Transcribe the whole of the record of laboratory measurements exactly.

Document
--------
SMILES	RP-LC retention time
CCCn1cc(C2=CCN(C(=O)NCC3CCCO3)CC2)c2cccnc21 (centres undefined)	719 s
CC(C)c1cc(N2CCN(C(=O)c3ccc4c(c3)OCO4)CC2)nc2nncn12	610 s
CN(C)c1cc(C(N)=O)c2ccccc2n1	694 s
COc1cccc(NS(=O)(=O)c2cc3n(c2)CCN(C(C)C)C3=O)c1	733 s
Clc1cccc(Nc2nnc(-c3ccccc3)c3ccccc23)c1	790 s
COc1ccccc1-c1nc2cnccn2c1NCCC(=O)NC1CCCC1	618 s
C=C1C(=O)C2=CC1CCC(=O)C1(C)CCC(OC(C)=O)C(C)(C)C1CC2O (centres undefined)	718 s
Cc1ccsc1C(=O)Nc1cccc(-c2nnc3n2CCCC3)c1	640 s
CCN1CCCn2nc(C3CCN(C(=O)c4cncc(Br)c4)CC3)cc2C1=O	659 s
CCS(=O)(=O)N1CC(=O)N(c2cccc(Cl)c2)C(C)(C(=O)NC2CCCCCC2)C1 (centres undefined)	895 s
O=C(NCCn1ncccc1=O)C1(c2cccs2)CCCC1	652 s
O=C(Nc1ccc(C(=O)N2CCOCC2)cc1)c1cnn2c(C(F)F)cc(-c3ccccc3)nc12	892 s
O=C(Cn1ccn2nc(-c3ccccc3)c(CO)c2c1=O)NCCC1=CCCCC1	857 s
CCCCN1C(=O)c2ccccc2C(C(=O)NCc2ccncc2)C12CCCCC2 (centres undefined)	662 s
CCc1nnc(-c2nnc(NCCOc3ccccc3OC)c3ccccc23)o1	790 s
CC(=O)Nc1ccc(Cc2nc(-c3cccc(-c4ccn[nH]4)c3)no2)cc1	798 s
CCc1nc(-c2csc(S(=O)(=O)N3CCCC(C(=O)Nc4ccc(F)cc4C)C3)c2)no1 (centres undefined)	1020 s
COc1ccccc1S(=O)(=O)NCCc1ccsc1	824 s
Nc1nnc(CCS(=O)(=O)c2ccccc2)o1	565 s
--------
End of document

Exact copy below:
SMILES	RP-LC retention time
CCCn1cc(C2=CCN(C(=O)NCC3CCCO3)CC2)c2cccnc21 (centres undefined)	719 s
CC(C)c1cc(N2CCN(C(=O)c3ccc4c(c3)OCO4)CC2)nc2nncn12	610 s
CN(C)c1cc(C(N)=O)c2ccccc2n1	694 s
COc1cccc(NS(=O)(=O)c2cc3n(c2)CCN(C(C)C)C3=O)c1	733 s
Clc1cccc(Nc2nnc(-c3ccccc3)c3ccccc23)c1	790 s
COc1ccccc1-c1nc2cnccn2c1NCCC(=O)NC1CCCC1	618 s
C=C1C(=O)C2=CC1CCC(=O)C1(C)CCC(OC(C)=O)C(C)(C)C1CC2O (centres undefined)	718 s
Cc1ccsc1C(=O)Nc1cccc(-c2nnc3n2CCCC3)c1	640 s
CCN1CCCn2nc(C3CCN(C(=O)c4cncc(Br)c4)CC3)cc2C1=O	659 s
CCS(=O)(=O)N1CC(=O)N(c2cccc(Cl)c2)C(C)(C(=O)NC2CCCCCC2)C1 (centres undefined)	895 s
O=C(NCCn1ncccc1=O)C1(c2cccs2)CCCC1	652 s
O=C(Nc1ccc(C(=O)N2CCOCC2)cc1)c1cnn2c(C(F)F)cc(-c3ccccc3)nc12	892 s
O=C(Cn1ccn2nc(-c3ccccc3)c(CO)c2c1=O)NCCC1=CCCCC1	857 s
CCCCN1C(=O)c2ccccc2C(C(=O)NCc2ccncc2)C12CCCCC2 (centres undefined)	662 s
CCc1nnc(-c2nnc(NCCOc3ccccc3OC)c3ccccc23)o1	790 s
CC(=O)Nc1ccc(Cc2nc(-c3cccc(-c4ccn[nH]4)c3)no2)cc1	798 s
CCc1nc(-c2csc(S(=O)(=O)N3CCCC(C(=O)Nc4ccc(F)cc4C)C3)c2)no1 (centres undefined)	1020 s
COc1ccccc1S(=O)(=O)NCCc1ccsc1	824 s
Nc1nnc(CCS(=O)(=O)c2ccccc2)o1	565 s